Which type of dance is best for teenage beginners?
For our series Ask A Dance Teacher, we asked dance teacher Johanna Hadley some common questions about ballet training.
Our question was, “Which type of dance is best for a teenage beginner?”
I think the first thing a teenage beginner needs to think about is their reason for wanting to start dancing. Dance can be a great, fun form of exercise for people of all ages, so you want to find a style and school that matches your needs. If you’re thinking about dancing as a career, then choose your dance school carefully. Try to find one that can help you to catch up with teenagers of the same age and that has experience of students being accepted into dance colleges/universities. Time is limited when you’re a teenage beginner and you don’t want to spend precious time at a recreational dance school if you’re aiming to dance professionally.
If someone is wanting to start dancing as a teenager with a view to a career in dance, they have to be prepared to work hard to catch up with their peers. Don’t immediately expect to join in with a class of similarly-aged dancers, who may have been dancing since they were three years old. It is important to respect a dance teacher’s decision on this matter and to follow their suggestions to help you catch up, even if it means temporarily joining in with younger students. If you’re wanting to train seriously, you need to learn the basics carefully to create a solid foundation. The good news, however, is that beginner teenagers often progress quickly and don’t need to spend as long going over the basics as a young child. Some dance schools offer classes specifically for teenage beginners or offer fast-track programmes to help newcomers catch up with those of the same age.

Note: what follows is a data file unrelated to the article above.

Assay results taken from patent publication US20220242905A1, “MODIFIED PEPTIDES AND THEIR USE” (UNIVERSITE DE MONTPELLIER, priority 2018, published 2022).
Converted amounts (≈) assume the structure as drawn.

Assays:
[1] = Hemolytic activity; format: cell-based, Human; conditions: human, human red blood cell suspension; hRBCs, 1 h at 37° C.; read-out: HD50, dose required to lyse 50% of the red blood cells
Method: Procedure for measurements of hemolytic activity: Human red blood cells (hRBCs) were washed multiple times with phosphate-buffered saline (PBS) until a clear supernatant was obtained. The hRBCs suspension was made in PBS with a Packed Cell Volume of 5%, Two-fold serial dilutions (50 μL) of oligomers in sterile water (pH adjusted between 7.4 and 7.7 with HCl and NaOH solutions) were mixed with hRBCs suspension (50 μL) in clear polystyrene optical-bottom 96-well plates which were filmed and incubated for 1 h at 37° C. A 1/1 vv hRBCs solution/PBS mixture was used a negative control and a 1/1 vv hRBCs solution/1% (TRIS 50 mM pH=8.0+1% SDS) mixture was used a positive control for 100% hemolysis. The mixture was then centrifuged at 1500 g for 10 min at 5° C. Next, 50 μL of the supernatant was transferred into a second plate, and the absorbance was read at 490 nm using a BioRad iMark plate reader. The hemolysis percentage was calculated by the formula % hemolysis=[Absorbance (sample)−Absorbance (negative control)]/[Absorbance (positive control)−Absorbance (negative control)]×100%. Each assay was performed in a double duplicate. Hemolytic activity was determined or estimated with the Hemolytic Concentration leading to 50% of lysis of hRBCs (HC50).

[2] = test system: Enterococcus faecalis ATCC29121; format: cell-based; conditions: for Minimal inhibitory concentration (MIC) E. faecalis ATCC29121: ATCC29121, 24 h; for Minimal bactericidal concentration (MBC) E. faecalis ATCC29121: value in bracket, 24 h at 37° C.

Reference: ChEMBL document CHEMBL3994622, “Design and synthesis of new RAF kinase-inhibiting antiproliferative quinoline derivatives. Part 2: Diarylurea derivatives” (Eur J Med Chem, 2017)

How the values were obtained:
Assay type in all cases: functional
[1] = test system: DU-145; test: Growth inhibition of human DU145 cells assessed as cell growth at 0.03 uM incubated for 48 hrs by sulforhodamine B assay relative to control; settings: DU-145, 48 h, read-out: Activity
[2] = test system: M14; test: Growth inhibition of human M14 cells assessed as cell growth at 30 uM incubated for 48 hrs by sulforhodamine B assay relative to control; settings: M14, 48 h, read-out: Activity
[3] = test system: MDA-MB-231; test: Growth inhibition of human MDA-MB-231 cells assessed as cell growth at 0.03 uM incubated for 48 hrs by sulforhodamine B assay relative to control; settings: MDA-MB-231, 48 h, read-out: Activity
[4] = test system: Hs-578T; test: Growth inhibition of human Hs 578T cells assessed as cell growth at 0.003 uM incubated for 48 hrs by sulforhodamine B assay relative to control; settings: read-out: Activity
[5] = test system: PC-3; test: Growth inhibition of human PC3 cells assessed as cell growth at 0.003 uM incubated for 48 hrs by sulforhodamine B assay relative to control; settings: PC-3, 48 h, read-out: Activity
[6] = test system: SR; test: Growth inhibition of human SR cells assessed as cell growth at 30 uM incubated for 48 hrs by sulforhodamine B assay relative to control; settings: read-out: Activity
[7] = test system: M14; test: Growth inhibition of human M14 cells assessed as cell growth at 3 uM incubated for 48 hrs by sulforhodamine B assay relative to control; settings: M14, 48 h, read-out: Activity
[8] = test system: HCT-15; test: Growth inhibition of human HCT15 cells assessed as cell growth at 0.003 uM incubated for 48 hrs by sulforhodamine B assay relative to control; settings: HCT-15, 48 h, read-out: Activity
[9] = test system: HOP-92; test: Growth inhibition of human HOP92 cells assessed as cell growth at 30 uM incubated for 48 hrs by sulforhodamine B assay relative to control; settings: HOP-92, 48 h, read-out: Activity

Which dance style is best for a teenage beginner?
Some dance styles can be more difficult to learn and could potentially put someone off if they’re finding the progression too slow.
If you’re wanting to dance for fun, then think about dance styles like street, contemporary, commercial or lyrical. They’re quick to pick up and rewarding. The most important thing is to ask yourself what you’d like to learn. Don’t join a class just because your friend wants you to come with them or even because it’s been suggested in a blog! If you have a desire to learn a certain style of dance, then this is the best class for you to join. You’ll go to the class with a drive to learn and look forward to going each week.
If you’re wanting to dance with the hope of going to a dance college or university, look at what you’ll be required to show in your audition for your ideal dance college. If it’s a ballet class and jazz class, then this is the best place to start.
As a teenage beginner, it’s certainly not impossible to catch up with your peers: there are stories of dancers such as American Ballet Theatre Principal Misty Copeland, who only began ballet classes at age 14.
Johanna Hadley is a fully qualified dance teacher at the Janet Lomas School of Dancing in Bury, Lancashire.
She regularly teaches children from beginner to advanced levels, with students gaining places at some of the UK’s top full-time ballet schools.
Her Silver Swans® ballet class have been widely featured on TV, radio and in national newspapers.